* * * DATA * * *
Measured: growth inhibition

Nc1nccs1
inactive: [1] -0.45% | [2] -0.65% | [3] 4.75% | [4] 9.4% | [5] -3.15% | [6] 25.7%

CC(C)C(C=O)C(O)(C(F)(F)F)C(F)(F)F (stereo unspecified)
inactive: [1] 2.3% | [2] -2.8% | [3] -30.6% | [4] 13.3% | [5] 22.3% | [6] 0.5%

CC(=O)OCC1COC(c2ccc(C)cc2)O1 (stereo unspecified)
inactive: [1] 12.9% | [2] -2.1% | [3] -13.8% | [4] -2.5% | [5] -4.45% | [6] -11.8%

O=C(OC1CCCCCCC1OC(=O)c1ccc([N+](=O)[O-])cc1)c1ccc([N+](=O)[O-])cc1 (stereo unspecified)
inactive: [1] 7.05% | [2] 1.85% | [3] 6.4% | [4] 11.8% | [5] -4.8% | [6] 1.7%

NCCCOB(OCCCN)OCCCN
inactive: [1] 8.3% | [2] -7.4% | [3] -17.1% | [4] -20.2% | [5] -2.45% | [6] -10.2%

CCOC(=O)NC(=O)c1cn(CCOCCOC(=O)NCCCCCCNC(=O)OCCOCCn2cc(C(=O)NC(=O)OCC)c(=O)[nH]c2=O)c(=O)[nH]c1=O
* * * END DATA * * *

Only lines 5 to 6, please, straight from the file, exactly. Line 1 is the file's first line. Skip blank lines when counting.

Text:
inactive: [1] 2.3% | [2] -2.8% | [3] -30.6% | [4] 13.3% | [5] 22.3% | [6] 0.5%

CC(=O)OCC1COC(c2ccc(C)cc2)O1 (stereo unspecified)